When a Math Museum Moves, Geometry Helps

Good morning. It’s Monday. We’ll find out how the National Museum of Mathematics solved a problem that had nothing to do with quadratic equations or exponential functions. We’ll also look at a gathering to remember Flaco on a beautiful day in Central Park.

Credit…Michelle V. Agins/The New York Times

The mathematical problem that Richard Rew faced at the National Museum of Mathematics did not involve real numbers, algebraic numbers or transcendental numbers.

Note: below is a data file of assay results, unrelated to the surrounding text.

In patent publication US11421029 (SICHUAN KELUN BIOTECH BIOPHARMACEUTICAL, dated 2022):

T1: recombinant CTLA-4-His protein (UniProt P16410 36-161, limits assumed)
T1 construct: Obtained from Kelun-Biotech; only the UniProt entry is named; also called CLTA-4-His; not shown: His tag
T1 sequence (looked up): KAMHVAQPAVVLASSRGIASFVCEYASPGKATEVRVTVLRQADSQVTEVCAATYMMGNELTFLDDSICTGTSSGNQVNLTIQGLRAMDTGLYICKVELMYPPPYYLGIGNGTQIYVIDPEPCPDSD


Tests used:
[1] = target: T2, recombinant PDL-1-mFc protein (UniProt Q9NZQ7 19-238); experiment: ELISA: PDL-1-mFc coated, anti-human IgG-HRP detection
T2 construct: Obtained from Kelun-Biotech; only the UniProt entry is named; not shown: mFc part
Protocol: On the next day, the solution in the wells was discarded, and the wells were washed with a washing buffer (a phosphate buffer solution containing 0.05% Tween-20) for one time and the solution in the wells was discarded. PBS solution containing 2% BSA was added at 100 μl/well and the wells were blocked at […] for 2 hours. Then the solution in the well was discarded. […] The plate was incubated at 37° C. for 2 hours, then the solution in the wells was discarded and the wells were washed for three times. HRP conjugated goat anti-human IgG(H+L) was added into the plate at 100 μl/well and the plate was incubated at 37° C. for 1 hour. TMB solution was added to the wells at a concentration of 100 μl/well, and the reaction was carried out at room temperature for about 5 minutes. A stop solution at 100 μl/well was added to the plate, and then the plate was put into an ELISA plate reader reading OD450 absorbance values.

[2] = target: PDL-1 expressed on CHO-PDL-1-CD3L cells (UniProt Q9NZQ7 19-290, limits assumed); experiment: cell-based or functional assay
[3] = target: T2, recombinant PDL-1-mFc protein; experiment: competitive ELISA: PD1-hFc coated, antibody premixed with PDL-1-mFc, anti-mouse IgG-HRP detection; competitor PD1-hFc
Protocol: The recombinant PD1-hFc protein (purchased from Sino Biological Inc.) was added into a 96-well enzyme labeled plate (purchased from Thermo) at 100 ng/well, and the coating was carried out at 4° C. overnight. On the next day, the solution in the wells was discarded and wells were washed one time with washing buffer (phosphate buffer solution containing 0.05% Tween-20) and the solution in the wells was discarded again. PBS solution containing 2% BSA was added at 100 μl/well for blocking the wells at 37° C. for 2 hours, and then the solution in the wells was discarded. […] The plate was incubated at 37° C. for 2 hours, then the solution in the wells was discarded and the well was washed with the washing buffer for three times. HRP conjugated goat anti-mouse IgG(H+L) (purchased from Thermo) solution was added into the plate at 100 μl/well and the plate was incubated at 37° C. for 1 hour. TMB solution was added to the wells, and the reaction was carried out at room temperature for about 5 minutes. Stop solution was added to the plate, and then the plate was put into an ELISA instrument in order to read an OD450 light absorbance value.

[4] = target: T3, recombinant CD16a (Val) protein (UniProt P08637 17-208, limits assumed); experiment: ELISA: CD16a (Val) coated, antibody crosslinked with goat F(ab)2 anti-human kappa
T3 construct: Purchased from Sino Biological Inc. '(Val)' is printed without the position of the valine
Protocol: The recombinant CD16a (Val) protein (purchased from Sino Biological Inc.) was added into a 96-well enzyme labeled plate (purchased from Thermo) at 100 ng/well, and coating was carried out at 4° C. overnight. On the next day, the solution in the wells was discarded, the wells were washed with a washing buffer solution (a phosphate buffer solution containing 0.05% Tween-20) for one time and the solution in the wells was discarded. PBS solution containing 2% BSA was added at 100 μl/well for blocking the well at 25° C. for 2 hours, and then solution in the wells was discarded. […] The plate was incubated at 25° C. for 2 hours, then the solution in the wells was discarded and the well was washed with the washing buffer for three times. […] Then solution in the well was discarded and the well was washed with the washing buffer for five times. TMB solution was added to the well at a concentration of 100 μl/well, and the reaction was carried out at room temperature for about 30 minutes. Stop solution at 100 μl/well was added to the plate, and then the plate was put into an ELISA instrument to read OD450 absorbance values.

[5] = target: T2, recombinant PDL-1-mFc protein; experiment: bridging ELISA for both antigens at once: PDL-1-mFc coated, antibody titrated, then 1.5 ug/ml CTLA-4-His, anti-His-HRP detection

“But it does involve geometry and spatial perception,” said Cindy Lawrence, the museum’s chief executive and executive director.

The problem was whether an exhibit would go through the door and up a couple of steps.

It was moving day for the museum, which was taking up residence in a former gym at 225 Fifth Avenue in Manhattan, around the corner from its longtime home next-door on East 26th Street. The Fifth Avenue location is a temporary space that the museum expects to occupy for a year while preparing its new permanent quarters.

In its new pop-up space, the museum still puts the fun factor into math, with hands-on exhibits. The museum’s square-wheeled tricycles have been set up near the center of the new space. (They roll smoothly because the wheels fit into catenary curves that keep the axles level.)

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